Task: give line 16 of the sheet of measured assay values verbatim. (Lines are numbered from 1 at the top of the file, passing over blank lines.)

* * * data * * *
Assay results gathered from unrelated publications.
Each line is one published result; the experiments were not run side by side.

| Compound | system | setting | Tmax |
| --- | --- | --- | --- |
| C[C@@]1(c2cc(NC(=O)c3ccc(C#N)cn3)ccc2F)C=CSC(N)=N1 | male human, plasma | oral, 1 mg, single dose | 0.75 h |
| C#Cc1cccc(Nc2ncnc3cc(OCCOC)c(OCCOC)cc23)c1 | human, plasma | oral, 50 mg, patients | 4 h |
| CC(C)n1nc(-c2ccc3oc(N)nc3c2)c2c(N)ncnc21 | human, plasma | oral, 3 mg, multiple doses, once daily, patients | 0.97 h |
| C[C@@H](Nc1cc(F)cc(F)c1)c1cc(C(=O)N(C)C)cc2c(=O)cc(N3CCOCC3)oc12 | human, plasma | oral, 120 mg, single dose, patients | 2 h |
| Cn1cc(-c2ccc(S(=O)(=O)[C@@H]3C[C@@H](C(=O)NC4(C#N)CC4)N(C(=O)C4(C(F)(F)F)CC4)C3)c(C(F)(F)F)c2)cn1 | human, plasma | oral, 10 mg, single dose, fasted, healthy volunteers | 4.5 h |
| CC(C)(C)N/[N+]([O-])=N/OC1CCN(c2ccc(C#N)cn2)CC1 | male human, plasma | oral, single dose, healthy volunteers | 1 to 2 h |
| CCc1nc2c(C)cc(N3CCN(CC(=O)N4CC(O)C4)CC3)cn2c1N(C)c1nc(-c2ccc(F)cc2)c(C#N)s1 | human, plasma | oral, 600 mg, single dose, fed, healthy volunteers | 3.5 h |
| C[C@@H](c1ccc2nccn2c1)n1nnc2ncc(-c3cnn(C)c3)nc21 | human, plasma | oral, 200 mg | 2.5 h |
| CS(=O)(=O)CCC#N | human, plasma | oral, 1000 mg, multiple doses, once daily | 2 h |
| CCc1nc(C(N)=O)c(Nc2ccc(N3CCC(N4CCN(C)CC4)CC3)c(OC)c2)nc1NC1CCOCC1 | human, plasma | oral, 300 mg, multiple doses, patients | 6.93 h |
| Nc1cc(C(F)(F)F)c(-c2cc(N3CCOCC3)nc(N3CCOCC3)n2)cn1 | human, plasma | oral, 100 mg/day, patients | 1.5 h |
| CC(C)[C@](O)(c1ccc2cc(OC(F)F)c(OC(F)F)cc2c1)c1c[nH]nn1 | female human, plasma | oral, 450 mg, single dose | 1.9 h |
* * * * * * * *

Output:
| CC(C)[C@](O)(c1ccc2cc(OC(F)F)c(OC(F)F)cc2c1)c1c[nH]nn1 | female human, plasma | oral, 450 mg, single dose | 1.9 h |